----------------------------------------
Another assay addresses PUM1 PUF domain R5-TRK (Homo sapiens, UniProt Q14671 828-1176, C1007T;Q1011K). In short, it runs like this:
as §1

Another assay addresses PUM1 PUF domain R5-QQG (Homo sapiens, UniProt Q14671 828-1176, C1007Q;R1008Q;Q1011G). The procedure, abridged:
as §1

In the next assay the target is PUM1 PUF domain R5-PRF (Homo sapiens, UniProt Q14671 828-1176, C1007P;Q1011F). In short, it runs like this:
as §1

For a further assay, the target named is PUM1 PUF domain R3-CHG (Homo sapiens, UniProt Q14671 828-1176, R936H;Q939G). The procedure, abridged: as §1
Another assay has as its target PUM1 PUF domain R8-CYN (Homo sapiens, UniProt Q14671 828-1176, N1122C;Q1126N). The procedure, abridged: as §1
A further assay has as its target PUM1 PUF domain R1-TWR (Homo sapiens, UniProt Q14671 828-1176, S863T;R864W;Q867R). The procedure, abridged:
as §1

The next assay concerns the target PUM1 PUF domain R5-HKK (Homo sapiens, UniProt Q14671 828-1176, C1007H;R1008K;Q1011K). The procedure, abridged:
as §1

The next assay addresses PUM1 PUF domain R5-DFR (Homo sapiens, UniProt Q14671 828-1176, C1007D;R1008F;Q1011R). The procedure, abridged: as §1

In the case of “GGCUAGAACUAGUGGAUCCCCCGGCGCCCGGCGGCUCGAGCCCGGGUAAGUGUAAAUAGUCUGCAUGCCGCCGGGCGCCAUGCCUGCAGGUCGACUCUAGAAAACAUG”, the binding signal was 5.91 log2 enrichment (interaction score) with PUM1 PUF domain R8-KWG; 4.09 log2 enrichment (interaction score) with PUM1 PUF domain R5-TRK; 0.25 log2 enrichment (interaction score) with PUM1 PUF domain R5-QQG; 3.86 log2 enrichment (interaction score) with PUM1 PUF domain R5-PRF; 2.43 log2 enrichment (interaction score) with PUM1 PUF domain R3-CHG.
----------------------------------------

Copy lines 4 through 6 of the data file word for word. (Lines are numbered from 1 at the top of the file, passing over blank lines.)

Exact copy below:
as §1

In the next assay the target is PUM1 PUF domain R5-PRF (Homo sapiens, UniProt Q14671 828-1176, C1007P;Q1011F). In short, it runs like this:
as §1